SALISBURY — City Council likely will approve a rezoning request from Victor Wallace for the new Salisbury Power Equipment but place a moratorium on any other South Main Street rezoning changes.
Only three council members were present Tuesday, so the rezoning they approved that would change the Wallace property at 520 S. Main St. from downtown mixed use to corridor mixed use — and save the sign at the former Salvation Army Thrift Store — requires a second reading next month.
If three council members vote yes again on April 2, the rezoning will pass.
The city needs to study the South Main corridor and determine if there should be an additional zoning category that would ease the transition from downtown mixed use, which requires a building to be 10 feet from the street and bans outdoor displays, and corridor mixed use, which allows a 75-foot setback, parking and outdoor displays.
Downtown Salisbury Inc. is asking for money to fund a small area study of South Main Street, and Councilman Brian Miller said he doesn’t want any rezoning requests in the area to come before council until the study is complete.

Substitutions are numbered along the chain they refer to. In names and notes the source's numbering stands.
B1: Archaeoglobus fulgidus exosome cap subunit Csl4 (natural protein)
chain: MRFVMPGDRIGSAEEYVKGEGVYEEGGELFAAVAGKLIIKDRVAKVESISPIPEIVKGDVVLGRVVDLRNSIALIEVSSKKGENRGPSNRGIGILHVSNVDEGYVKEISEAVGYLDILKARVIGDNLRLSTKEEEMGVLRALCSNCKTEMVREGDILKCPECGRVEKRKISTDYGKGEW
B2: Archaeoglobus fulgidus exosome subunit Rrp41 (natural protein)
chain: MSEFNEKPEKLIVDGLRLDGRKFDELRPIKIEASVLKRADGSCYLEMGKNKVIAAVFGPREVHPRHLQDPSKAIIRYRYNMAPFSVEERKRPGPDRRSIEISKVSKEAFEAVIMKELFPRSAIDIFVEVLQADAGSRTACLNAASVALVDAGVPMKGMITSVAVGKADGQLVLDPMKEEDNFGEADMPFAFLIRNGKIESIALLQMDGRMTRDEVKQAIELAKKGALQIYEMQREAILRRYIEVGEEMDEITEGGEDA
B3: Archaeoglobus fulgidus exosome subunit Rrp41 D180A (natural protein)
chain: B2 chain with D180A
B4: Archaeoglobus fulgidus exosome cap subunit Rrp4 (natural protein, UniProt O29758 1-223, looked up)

Councilwoman Karen Alexander seemed to agree.
“I am just such proponent of planning in context of the broader” picture, rather than stop-gap measures, she said.
Last month, City Council approved a similar rezoning request for Brent Lyerly, who wants to rebuild Lyerly Funeral Home across from Salisbury Power Equipment.
Both the Lyerly and Wallace rezonings are not entirely consistent with the Downtown Master Plan, proving the need for a small area study, officials said.
While Downtown Salisbury Inc. did not object to the Wallace rezoning request, President Mark Lewis expressed concerns.
“The second domino has fallen in the departure of our downtown master plan,” Lewis said.
“Once the dominoes start falling, it’s difficult to get them back up in the manner we have in mind,” Miller said. “We’ve already let the domino trend start going.”
Miller said he has no intention of preventing Salisbury Power Equipment from operating and thanked owner Chris Biesecker for improving the property and making it “look 100 percent better.” The business is up and running.
Preston Mitchell, the city’s Planning and Development Services manager, agreed that Salisbury needs a moratorium on rezoning requests until the corridor study is complete.
“I don’t want to stop any development,” Mayor Paul Woodson said.
Mitchell said a study of South Main Street from the Square to Five Points at Klumac Road and Fulton Street should take less than one year.